Frozen Vegetable Scraps | Sara Kerr | 08.24.2017This is obvious and nothing new, but I think a lot of people think they don’t have the time for it, but making vegetable stock is a great way to save money and reduce waste. I keep a plastic bag in my freezer and whenever I have a piece of vegetable scrap I decide whether it’s worthy of making stock from it or whether it should go into the compost. I realize it’s hard fitting something new into your routine especially when it’s easy and familiar to toss scraps into the trash. Initially, it can be difficult to remember there’s a plastic bag in the freezer for scraps, however, I encourage you to give it a try.

I do want to reason with you for a second if you feel making vegetable stock is something you can’t do or don’t want to: you’re going to throw those scraps out anyway, so instead of throwing them in a garbage bag, throw them in the freezer bag. They can keep for a fairly long time and when you want to take a stab at making stock, all you have to do is throw them into a pot with some water, let them simmer on the stove and then strain out and save the liquid. It’s really simple and not as intimidating or as daunting as you may think, plus it saves you money by making stock from stuff you would have just thrown out. If you already know how to do this, great! Help a friend do it!

Compost

Composted Eggshells | Sara_Kerr | 08.24.2017Again, this is probably a very obvious thing, but it’s worth mentioning composting. I realize not everyone has a backyard, but there are ways to compost on your balcony or even on your countertop. When I lived in an apartment I utilized two 5 gallon buckets stacked one inside the other with holes drilled in the bottom of the upper bucket to allow drainage.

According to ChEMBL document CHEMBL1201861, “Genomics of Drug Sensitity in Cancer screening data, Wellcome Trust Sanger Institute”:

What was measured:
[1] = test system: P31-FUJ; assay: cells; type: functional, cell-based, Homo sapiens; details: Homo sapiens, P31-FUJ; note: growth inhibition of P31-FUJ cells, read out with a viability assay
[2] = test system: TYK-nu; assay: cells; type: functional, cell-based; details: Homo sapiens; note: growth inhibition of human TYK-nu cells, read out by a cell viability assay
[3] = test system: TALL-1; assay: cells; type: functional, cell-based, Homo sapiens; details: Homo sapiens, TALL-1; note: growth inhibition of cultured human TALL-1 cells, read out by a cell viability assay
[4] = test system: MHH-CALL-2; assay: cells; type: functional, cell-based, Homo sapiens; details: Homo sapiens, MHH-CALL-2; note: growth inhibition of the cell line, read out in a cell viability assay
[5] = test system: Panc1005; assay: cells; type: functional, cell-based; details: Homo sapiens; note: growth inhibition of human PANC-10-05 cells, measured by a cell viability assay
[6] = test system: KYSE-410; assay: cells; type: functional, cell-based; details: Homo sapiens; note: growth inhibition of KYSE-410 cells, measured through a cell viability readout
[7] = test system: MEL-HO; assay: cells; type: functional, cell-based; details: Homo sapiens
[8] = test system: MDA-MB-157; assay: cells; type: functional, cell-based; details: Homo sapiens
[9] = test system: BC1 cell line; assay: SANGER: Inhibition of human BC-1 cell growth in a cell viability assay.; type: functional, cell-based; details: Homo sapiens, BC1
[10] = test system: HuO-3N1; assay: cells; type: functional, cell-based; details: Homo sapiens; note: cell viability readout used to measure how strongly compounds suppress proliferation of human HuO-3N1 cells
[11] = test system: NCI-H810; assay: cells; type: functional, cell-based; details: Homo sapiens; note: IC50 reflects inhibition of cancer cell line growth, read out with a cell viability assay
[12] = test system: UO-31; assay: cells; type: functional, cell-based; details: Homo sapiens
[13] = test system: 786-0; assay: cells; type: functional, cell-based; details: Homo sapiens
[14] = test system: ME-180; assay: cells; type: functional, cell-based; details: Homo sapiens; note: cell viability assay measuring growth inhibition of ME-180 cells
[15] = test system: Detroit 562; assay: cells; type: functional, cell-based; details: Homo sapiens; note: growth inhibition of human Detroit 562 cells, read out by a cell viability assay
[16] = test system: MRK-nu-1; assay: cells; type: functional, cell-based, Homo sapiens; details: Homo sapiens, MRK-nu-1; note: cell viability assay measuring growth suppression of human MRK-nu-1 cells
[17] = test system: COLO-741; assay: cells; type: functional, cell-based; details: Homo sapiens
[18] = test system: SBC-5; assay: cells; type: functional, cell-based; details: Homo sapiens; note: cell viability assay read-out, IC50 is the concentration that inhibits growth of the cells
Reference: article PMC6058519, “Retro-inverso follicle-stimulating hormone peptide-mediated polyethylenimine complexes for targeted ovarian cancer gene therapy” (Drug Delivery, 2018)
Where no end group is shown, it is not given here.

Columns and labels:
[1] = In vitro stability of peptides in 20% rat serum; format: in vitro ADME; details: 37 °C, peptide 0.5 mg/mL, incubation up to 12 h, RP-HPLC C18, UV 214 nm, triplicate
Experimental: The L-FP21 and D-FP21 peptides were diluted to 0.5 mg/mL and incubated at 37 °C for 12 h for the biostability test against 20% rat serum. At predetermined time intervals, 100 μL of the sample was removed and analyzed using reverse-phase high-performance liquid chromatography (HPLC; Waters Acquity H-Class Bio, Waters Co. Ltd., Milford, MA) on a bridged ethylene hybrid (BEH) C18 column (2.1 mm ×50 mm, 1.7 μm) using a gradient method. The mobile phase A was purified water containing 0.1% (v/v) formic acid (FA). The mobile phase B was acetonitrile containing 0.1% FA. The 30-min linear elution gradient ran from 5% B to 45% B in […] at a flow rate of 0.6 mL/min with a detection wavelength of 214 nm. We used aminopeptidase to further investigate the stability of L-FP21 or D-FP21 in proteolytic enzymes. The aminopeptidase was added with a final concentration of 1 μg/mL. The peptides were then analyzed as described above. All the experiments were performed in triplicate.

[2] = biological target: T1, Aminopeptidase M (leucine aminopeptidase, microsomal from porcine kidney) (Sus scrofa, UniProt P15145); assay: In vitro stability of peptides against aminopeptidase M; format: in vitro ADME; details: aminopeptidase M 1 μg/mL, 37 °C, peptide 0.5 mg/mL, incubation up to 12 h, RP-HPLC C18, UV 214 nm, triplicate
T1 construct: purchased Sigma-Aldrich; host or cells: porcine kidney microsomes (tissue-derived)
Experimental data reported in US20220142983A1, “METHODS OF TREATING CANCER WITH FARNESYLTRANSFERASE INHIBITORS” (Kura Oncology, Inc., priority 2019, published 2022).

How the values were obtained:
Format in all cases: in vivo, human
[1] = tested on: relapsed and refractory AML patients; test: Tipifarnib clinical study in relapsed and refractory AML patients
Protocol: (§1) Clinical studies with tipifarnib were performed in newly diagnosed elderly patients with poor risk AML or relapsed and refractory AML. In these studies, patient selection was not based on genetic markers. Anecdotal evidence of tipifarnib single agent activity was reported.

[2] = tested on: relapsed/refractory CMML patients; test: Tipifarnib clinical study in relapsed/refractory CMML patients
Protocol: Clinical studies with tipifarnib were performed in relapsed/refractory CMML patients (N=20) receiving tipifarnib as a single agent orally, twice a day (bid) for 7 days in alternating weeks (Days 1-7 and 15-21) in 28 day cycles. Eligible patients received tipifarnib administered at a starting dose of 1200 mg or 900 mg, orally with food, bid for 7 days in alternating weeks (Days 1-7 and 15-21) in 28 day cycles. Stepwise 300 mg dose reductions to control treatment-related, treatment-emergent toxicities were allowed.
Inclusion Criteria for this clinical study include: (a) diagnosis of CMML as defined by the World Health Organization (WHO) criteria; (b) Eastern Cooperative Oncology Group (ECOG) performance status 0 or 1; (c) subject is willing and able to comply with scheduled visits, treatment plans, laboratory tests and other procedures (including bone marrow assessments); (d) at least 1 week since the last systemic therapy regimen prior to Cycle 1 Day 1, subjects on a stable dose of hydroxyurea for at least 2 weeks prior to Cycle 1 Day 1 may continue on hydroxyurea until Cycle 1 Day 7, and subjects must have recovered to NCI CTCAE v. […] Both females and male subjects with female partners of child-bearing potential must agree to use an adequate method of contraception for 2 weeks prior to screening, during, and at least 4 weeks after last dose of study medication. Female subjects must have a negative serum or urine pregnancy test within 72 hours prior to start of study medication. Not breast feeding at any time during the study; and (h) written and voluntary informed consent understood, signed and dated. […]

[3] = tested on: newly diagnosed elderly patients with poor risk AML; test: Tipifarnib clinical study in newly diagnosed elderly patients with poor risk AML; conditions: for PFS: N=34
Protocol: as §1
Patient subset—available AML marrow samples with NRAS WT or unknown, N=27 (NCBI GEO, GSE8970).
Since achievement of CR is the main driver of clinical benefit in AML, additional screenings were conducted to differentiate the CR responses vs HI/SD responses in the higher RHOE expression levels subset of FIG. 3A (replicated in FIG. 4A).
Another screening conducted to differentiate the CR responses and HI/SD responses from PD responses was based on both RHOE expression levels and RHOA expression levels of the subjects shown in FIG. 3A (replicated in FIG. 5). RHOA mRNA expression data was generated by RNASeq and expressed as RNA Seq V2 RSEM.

Currently, I have a small bin on my counter where I put vegetable scraps and once a week (ish) I take it outside to my compost pile, now that I’m living in a house. During the winter I keep a small compost bin outside our back door on the deck (the one I has used on our apartment balcony) so I can dump our indoor bin into that one and then once the one on the deck gets full, I take that one over to the main compost pile. This is just so I don’t have to step out into the rain or snow every time. I don’t know if “lazy” or “wuss” is more accurate, but it’s what works for me, so don’t judge! 🙂

Every couple weeks I take a pitchfork and turn the compost so that the air can get to some of the stuff underneath and so the stuff on top gets covered where the microbes can get to it. I also compost other things, but I can talk more about my composting in another article.

Compost Pile | Sara Kerr | 08.24.2017

Well those are two of the ways I try to cut down on wasted food in my house! I think an important thing to note is that even if food has gone bad, that doesn’t mean it has gone to waste! Composting is a good way to make use of those food scraps. Let us know what ways you cut down on food waste in your house in the comments below. Also, let me know if you’d like to see a video “tour” of my compost or how to make vegetable broth or something similar on my YouTube channel. Thanks for reading!